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how can i know size of object in memory

Meir Yan
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Joined: Apr 27, 2006
Posts: 597
Hello all

how can i know how much memory object is in memory

throw code or IDE ? or something

thanks
Jeanne Boyarsky
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Joined: May 26, 2003
Posts: 30506
    
150

Meir,
You can use a profiler and drill down to the object or write code. For code, write the object to a stream and see how many bytes it is.

With either approach, note that you might overcount the memory used. If another object shares objects owned by your app, they will be counted. Even though they may be shared by many objects.


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fred rosenberger
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Joined: Oct 02, 2003
Posts: 11302
    
  16

one of the things about java is that you don't NEED to know. Java has built in memory management, so you don't need to calculate the size to find an offset.

I guess my question to you would be "Why do you want to know? What do you hope to gain by knowing, or do with the info?"

if it's purely an academic exercise, OK, but if you have some pressing design need, there's probably a better way.


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Bert Bates
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Joined: Oct 14, 2002
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I'm with Fred on this one... given that this is the beginner's forum I would say that the first step would be to understand exactly how reference variables and objects interact, and to understand exactly when an object becomes eligible for garbage collection. From a memory management perspective, the single best thing you can do as a programmer is to understand how to make an object eligible for garbage collection.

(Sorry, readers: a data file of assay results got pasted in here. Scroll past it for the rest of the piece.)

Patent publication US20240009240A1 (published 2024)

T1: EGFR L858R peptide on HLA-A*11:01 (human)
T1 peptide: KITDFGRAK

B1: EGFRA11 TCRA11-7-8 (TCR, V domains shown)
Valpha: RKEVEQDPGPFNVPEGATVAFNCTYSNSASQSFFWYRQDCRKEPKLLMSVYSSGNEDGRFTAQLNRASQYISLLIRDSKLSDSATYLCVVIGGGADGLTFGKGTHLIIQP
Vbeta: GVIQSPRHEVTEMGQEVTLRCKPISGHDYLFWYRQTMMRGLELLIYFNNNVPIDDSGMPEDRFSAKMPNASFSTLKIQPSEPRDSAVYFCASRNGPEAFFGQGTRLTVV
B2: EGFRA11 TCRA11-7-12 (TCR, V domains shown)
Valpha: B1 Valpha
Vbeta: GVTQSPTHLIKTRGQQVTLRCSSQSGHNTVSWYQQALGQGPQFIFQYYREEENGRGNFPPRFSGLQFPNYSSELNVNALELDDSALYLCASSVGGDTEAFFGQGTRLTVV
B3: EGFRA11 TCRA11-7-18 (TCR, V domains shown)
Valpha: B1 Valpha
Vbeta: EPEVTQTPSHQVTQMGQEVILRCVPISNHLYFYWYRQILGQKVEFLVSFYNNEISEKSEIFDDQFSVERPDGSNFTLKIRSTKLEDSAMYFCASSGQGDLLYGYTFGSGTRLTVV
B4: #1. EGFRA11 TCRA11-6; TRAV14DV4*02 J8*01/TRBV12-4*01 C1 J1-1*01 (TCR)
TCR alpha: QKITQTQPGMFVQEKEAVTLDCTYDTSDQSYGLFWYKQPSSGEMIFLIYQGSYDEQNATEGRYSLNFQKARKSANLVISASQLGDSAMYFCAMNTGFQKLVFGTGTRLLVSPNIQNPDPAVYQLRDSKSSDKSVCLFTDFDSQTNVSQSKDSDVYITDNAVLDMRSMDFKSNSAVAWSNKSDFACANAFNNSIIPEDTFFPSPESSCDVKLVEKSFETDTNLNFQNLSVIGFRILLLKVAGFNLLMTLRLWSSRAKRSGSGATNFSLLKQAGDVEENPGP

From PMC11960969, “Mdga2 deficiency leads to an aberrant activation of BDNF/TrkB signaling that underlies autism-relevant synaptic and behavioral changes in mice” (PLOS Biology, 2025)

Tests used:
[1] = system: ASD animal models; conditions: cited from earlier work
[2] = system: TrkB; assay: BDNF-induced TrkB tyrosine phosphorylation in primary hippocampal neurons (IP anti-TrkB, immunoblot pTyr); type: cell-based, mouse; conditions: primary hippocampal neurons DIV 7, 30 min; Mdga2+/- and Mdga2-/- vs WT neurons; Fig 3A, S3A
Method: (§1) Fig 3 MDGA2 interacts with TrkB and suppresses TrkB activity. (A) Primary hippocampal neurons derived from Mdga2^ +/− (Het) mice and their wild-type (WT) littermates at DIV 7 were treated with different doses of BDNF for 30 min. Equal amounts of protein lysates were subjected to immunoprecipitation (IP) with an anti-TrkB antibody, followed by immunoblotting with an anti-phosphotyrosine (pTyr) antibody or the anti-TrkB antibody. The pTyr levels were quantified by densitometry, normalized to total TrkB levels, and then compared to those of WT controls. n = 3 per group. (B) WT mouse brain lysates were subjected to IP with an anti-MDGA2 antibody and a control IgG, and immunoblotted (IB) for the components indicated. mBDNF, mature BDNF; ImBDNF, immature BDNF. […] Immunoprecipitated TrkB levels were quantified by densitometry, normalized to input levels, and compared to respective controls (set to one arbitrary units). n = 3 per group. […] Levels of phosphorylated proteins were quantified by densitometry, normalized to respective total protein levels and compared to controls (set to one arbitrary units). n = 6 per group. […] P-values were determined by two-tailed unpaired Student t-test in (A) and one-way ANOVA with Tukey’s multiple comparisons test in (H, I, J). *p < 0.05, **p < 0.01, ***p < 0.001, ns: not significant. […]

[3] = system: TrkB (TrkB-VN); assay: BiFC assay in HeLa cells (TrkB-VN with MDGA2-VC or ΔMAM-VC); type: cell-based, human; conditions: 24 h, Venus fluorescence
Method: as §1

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Stan James
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Joined: Jan 29, 2003
Posts: 8791
I've worked in other languages that had a sizeOf(object) feature and we thought we really needed it to tune designs. Years of working without it in Java shows that we really didn't need it for that purpose, though I'm still curious sometimes. The Java Specialists newsletter shows how to get a pretty good estimate. I've never actually tried it, because I can't really answer the questions Fred asked.


A good question is never answered. It is not a bolt to be tightened into place but a seed to be planted and to bear more seed toward the hope of greening the landscape of the idea. John Ciardi
 
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